Spotted Lanternfly is Back, Hatched, Ready to Grow Into Colorful Nuisance
A COLORFUL NUISANCE: The spotted lanternfly is back in Princeton for a fourth summer. It appears as a small black insect in its early stages of growth, but by midsummer the adult lanternflies will be flying around in full color, leaving their sticky black excretions on tree trunks, cars, patios, and walkways. Tree experts recommend that residents remove the lanternfly’s host tree, the ailanthus or tree of heaven.
By Donald Gilpin
“They have hatched!” The text message from the Princeton municipal arborist arrived at 8:30 a.m. on Monday. “Just saw them today.” Beginning as a harmless-looking little black insect or nymph, the spotted lanternfly (Lycorma delicatula) will grow into the colorful flying adult insect that drops from trees, lands everywhere, and excretes a sticky black substance onto patios, sidewalks, cars, and trees.
“You’ll see the nymphs, the little black insect,” said Princeton Municipal Arborist Taylor Sapudar. “Then they’ll develop into the second phase, a little red crawler, but we won’t be seeing the adults — the ones that are flying around and landing on you — until midsummer.”
He continued, “So far it does not appear to be an insect that will cause major hardwood damage to the tree. A lot of residents are under the impression that it’s going to act similarly to the emerald ash borer, which completely kills the ash tree, but the spotted lanternfly is more of a cosmetic or ornamental nuisance.”
Sapudar described what many Princeton residents can expect two or three months from now. “They may be on trees overhanging your driveway or your patio,” he said. “When they feed they’re going to excrete that black sticky substance that has the potential to get onto your car or elsewhere.”
He went on to outline a strategy of destroying the spotted lanternfly’s preferred habitat, the tree of heaven or ailanthus tree. He noted, however, “if they’re on an ornamental tree like a maple or birch, to remove the tree is not recommended at all.”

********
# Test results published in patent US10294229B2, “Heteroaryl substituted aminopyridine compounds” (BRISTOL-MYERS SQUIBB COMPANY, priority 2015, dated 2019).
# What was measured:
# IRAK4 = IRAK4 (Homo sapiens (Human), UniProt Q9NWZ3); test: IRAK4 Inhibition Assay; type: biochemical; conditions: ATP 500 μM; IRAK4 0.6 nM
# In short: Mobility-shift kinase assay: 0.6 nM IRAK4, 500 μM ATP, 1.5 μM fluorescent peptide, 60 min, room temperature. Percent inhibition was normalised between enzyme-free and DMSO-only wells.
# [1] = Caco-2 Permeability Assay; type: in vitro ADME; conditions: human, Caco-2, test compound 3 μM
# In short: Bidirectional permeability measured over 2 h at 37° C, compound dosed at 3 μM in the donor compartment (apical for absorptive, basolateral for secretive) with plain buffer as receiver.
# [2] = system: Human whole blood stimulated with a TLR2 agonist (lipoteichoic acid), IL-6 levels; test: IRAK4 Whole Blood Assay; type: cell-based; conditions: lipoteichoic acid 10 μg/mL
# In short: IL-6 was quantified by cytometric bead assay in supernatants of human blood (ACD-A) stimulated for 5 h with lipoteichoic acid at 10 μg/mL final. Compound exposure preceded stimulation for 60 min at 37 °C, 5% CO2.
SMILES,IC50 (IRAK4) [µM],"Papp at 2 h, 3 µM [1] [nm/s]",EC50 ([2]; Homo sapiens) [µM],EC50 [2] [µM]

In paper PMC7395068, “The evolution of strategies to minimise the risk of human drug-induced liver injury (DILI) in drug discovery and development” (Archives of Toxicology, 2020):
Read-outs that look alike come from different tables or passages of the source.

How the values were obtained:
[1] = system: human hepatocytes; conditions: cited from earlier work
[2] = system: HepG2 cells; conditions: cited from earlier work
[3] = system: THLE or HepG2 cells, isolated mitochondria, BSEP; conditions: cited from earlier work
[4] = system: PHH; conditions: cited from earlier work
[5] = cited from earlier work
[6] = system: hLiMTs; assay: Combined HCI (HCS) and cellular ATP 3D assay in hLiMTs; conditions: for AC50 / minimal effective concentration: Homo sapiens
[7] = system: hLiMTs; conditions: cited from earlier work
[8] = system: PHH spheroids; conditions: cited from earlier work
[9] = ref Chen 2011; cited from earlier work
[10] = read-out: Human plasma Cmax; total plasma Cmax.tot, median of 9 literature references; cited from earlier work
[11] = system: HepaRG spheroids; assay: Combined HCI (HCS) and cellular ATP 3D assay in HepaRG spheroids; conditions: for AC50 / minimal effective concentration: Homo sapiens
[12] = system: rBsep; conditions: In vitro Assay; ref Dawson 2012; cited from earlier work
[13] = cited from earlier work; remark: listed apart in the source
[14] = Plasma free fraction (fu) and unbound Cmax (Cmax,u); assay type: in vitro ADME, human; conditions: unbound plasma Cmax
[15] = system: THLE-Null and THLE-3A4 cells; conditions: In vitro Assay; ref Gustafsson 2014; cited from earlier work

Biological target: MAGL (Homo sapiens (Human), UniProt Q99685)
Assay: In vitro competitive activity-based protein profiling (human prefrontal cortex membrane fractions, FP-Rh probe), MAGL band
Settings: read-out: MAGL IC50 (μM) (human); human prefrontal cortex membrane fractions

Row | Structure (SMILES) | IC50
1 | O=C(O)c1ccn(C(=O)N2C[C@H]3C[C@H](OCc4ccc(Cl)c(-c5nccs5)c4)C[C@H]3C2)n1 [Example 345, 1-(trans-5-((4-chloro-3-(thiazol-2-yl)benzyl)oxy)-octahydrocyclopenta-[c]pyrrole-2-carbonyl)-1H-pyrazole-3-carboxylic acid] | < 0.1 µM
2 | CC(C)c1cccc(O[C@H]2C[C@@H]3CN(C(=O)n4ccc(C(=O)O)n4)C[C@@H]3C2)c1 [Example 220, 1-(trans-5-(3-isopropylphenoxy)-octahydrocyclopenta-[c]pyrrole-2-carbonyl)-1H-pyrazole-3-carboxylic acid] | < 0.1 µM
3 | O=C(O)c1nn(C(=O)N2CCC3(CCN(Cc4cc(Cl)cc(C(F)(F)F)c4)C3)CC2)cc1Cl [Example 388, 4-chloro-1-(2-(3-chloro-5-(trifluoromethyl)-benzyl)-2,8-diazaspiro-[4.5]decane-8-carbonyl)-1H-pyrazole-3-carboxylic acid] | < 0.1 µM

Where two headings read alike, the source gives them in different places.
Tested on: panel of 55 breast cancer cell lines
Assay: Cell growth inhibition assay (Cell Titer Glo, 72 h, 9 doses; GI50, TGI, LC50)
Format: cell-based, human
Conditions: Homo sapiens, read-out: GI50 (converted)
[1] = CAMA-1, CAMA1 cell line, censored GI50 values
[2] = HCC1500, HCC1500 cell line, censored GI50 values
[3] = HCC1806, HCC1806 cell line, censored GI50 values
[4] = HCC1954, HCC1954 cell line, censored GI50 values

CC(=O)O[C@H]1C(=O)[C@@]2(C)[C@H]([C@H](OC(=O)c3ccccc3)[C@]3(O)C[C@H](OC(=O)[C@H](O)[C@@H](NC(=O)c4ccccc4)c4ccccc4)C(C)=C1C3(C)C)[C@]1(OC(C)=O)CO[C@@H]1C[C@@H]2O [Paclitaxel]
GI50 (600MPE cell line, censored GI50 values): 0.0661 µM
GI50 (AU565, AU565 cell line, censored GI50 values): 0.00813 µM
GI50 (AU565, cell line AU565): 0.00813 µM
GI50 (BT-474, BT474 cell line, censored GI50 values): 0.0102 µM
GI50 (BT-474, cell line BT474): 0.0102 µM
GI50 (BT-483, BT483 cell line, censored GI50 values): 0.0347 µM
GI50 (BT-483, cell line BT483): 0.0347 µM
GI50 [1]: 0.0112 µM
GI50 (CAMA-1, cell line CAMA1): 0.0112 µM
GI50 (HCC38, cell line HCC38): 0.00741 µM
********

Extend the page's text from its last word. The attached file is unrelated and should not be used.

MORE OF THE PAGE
Princeton residents, he said, should follow the example of the municipality and remove ailanthus trees. “When ailanthus trees are within the right of way we remove them and we stump grind them,” he said. “They should be stump ground because otherwise they will come back with vengeance to regrow. Consult with your contractor on getting those residual roots and getting that stump out of there. The whole tree should be eliminated or else they’re going to have a residual problem.”
Sapudar explained that the municipality usually removes all the female ailanthus trees, the ones with seed heads, and leaves just one or two male trees to use in trapping spotted lanternflies so they don’t move on to other ornamental trees. The spotted lanternflies will be confined to the one or two male trees, rather than dispersing widely, and they can be more easily destroyed.
The ailanthus is an invasive tree often found on the edge of woods, the back of parking lots, edges of roads, and other areas that are not mowed regularly.
The spotted lanternfly is not dangerous to humans or animals, but it does reduce plant vigor and it can pose a threat to agriculture, especially fruit trees and the grape vine. In addition to trapping, tree care professionals can also administer organic and synthetic insecticides, depending on the management plan that best suits each individual situation.
The spotted lanternfly is a plant hopper native to China. It first appeared in the United States when it was accidentally introduced into Pennsylvania in 2014. It was first seen in New Jersey in 2018 and in Princeton in 2019. It is now also in parts of Connecticut, Delaware, Indiana, Maryland, Massachusetts, New York, Ohio, Virginia, and West Virginia.
The spotted lanternfly feeds on plants using its sucking and piercing mouth parts to extract plant sap. It excretes large quantities of a liquid sap, also called honeydew, that facilitates the growth of sooty mold. The sap also attracts wasps, hornets, ants, and bees.
The spotted lanternfly life cycle is one year. Egg masses, which can contain up to 50 eggs, are laid in the fall and hatched in the spring of the following year. If egg masses are seen, it is recommended that they be scraped and removed.
Though the future of the spotted lanternfly and its residence in Princeton remain uncertain, Sapudar voiced a hint of optimism. Last year he talked with foresters and public works directors in the Berks County, Pa., area where the spotted lanternfly was first observed in 2014.
“They saw a peak in spotted lanternfly numbers in the fifth, sixth, and seventh years and a decline in spotted lanternflies over the past two years,” said Sapudar. “They suspect that’s because people are removing ailanthus trees, the tree of heaven, which is the spotted lanternfly’s primary host. They had increased populations and now they’re seeing decreased populations, so I’m optimistic that the same will occur here.”
For further information, visit the New Jersey Department of Agriculture at nj.gov, the U.S. Department of Agriculture at aphis.usda.gov, and the New Jersey Board of Tree Experts and njtreeexperts.org.